In this variation, the dealer deals the first four cards to each player face up. This forces players to try to remember the other players' cards, which adds an interesting strategic element to the game.

10 for 200 or Wheels

In this variation, a player bids that they'll win 10 rounds. If they successfully do this, they get 200 points. If they don't, they lose 200 points.


If you choose this variation, each player must bid the exact number of spade cards they have. For example, if someone has five spades, their bid would be five. If a player doesn't have any spades, their bid must be zero.

Joker Trumps

Players add two Jokers to the game to spice things up, and jokers become the trump cards. The full-color joker typically outranks the monochromatic joker. If you play this variation, remove both the two of clubs and diamonds to keep the card count at exactly 52.

Partnership Fourteen

In this variant, the total bid for each team must equal exactly seven. An additional rule with this variation is that no player can bid less than two.

Low Club Leads

The player holding the lowest club leads the first round and leads with that card. The two of clubs is the lowest club card unless you count an ace as one instead of eleven.


This is a bold bid to win all 13 rounds. If a team manages to do this, they earn 200 points. If they fail, they get 200 points deducted from their score. There's also a variation that a successful Boston bid wins the entire game.

Little and Big Bemo

With Little Bemo, your team bids that they'll win the first six tricks. You score 60 points if you're successful but lose 60 points if you're not.

With Big Bemo, your team bids that it will win the first nine tricks. You'll score a 90-point bonus if you succeed. However, if you fail, you get 90 points subtracted from your score.

Negative Inverse Score Loses

If one team's cumulative score is less than the inverse of the winning score, that team loses the game. For example, if the players decide the winning score will be 500 points, a partnership that scores -500 points or below automatically loses.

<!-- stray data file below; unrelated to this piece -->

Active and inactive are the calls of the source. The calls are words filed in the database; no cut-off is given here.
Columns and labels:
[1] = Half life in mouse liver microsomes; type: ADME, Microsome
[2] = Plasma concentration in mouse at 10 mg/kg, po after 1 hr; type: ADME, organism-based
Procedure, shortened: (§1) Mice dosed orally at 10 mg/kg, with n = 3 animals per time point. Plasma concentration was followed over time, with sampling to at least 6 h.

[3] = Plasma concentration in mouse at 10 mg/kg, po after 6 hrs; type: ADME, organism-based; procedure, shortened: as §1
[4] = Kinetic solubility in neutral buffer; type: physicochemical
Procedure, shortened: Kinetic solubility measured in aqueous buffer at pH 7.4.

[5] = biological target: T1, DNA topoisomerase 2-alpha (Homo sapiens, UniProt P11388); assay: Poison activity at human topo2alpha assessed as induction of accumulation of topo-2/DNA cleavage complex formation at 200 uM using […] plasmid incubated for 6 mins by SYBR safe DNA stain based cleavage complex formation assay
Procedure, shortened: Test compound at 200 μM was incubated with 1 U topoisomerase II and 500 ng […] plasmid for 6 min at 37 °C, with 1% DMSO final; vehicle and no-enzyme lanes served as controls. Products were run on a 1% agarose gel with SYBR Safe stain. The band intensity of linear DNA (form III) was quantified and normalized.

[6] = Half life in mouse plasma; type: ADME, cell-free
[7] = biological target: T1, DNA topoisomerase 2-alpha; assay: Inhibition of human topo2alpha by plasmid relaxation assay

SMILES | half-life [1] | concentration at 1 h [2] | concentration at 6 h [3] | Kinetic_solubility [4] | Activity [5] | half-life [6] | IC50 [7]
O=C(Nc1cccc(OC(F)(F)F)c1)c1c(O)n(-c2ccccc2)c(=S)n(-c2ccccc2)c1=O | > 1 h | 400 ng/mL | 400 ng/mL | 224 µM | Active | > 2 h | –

The History of Spades

Spades is a trick-taking game invented in the US during the 1930s. It's believed to be a descendant of Whist, a classic English trick-taking card game widely played in the 18th and 19th centuries. Other card games in the Whist family include Oh Hell, Bridge, and Hearts.

Spades is a simplification of Contract Bridge, which means that a skilled Spades player can typically quickly pick up Bridge. The most significant difference between Spades and other variants is that instead of the trump card being decided by the highest bidder or randomly, the spade suit is always the trump card — hence the name.

George Coffin, the famous Bridge author, traced the roots of Spades to sometime between 1937 and 1939. However, there's no historical record of the actual names of the creators.

Spades is believed to have been invented by Midwest US students who enjoyed both Whist and Bridge. It's rumored that they were looking for a fast-paced game that was competitive and strategic, and most card historians believe that the game was first played in Cincinnati, Ohio.

However, Spades didn't enjoy widespread popularity until World War II. This was when American GIs introduced it to a brand-new worldwide audience hungry for a new card-flipping diversion.

While American servicemen loved to play such games as Bridge, Euchre, and Poker, Spades was much simpler than these games and could be easily interrupted. Because of wartime circumstances, these two factors caused the game to enjoy more universal appeal than most other card games.

When the war ended, veterans' enthusiasm for the game proved to be contagious. Due to the GI Bill, ex-soldiers introduced the game to their fellow college students, who quickly became addicted. To this day, it remains massively popular in places where US troops were once stationed — a testament to its enduring power.

Since the mid-1990s, Spades has enjoyed a renaissance of sorts because of online card-playing sites, which makes the game accessible to those who don't have human partners to play with.